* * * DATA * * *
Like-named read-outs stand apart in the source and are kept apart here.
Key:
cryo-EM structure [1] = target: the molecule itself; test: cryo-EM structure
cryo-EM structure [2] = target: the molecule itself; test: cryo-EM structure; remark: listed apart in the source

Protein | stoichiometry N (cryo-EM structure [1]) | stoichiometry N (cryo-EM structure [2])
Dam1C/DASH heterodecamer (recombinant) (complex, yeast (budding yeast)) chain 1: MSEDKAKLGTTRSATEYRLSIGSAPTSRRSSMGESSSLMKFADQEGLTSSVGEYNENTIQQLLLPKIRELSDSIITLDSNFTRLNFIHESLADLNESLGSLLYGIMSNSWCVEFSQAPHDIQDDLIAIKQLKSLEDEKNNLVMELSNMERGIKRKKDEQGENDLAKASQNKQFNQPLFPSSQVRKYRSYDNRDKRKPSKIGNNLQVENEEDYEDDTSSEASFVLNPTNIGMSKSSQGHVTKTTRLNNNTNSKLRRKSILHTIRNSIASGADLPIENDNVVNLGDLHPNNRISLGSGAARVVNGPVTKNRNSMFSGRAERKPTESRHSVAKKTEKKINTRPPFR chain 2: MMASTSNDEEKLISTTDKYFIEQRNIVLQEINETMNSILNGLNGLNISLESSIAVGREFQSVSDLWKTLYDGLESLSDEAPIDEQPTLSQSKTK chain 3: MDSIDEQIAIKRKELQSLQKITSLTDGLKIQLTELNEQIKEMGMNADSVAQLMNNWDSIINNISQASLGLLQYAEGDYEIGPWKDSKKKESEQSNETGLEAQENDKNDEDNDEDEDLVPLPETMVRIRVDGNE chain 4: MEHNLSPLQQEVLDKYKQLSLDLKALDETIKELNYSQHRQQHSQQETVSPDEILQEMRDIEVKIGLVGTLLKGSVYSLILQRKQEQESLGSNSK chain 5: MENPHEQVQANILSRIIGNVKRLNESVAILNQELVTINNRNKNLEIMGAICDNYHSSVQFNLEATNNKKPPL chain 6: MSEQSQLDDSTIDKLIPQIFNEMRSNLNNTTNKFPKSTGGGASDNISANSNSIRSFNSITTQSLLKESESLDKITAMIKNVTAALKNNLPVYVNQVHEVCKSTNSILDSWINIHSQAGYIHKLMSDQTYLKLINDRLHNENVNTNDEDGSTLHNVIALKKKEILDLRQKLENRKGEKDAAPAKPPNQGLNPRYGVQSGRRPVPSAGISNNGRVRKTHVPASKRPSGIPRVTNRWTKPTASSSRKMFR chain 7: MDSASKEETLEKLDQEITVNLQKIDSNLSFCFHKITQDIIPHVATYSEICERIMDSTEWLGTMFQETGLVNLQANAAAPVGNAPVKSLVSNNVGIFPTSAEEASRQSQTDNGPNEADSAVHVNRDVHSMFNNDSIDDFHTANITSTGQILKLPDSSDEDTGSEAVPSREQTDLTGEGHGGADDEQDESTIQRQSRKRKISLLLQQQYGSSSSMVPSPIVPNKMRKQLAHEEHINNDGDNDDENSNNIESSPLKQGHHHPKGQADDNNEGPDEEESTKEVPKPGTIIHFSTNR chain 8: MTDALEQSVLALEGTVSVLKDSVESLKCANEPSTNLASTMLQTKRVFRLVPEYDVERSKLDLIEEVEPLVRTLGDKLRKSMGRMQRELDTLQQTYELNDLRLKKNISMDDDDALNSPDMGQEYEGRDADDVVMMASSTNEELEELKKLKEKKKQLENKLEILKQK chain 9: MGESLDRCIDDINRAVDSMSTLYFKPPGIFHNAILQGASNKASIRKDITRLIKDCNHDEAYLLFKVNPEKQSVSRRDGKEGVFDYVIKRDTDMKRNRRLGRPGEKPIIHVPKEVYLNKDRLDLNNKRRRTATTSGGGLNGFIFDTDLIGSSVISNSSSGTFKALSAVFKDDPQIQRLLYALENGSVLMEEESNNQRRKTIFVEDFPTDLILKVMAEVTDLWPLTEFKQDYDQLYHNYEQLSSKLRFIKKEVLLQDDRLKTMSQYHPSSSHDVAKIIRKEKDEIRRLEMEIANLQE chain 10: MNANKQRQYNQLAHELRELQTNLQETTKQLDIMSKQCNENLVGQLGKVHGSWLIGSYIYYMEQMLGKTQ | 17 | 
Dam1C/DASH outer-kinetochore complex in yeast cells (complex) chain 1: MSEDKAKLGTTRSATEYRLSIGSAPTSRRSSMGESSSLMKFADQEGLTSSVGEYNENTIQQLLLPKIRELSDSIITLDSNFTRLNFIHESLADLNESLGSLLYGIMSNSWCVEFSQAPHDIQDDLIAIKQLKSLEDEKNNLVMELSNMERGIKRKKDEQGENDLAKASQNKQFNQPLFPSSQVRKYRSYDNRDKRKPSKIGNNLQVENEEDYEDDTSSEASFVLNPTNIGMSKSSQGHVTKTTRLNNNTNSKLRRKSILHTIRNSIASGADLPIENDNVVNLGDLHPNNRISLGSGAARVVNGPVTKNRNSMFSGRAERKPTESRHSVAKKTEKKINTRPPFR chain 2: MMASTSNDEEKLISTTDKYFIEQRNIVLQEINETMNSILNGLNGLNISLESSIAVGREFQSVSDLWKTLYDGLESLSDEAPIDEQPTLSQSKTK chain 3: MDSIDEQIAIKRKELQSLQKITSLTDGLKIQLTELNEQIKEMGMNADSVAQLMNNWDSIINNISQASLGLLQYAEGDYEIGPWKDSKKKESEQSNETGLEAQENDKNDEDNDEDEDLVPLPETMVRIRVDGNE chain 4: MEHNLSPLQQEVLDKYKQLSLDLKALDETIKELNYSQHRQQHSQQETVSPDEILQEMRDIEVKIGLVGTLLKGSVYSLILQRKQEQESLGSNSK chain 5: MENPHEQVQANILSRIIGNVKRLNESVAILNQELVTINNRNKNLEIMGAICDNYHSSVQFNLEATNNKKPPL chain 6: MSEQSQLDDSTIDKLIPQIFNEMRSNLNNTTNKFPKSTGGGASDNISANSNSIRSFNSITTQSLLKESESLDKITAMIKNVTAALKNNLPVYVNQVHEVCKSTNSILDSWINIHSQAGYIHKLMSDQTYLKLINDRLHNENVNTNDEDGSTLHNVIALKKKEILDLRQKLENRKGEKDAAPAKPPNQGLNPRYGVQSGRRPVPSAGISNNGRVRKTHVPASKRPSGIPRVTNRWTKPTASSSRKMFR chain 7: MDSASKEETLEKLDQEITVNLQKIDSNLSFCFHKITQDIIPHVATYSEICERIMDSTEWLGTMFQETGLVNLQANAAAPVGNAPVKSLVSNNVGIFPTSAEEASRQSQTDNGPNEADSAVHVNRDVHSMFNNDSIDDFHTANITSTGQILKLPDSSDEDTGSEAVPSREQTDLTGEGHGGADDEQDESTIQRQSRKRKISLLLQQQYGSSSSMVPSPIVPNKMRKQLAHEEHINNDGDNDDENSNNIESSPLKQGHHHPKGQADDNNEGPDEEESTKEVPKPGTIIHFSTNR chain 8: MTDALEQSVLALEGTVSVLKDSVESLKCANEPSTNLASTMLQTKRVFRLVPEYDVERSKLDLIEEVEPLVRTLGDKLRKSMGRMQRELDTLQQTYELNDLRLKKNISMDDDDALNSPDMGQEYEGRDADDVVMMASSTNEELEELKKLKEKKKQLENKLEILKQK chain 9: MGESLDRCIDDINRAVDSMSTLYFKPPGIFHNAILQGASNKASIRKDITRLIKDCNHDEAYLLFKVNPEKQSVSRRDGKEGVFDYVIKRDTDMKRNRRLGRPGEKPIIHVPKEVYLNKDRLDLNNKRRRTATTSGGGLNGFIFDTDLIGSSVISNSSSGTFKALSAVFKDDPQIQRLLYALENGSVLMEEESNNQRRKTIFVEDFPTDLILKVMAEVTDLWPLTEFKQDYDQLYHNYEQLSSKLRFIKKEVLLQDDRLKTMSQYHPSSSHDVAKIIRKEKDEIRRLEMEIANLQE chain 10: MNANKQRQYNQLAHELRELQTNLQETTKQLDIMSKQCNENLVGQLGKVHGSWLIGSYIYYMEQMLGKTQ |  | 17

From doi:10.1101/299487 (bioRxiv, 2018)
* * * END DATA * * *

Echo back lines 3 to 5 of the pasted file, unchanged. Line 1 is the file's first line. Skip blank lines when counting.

cryo-EM structure [1] = target: the molecule itself; test: cryo-EM structure
cryo-EM structure [2] = target: the molecule itself; test: cryo-EM structure; remark: listed apart in the source

Protein | stoichiometry N (cryo-EM structure [1]) | stoichiometry N (cryo-EM structure [2])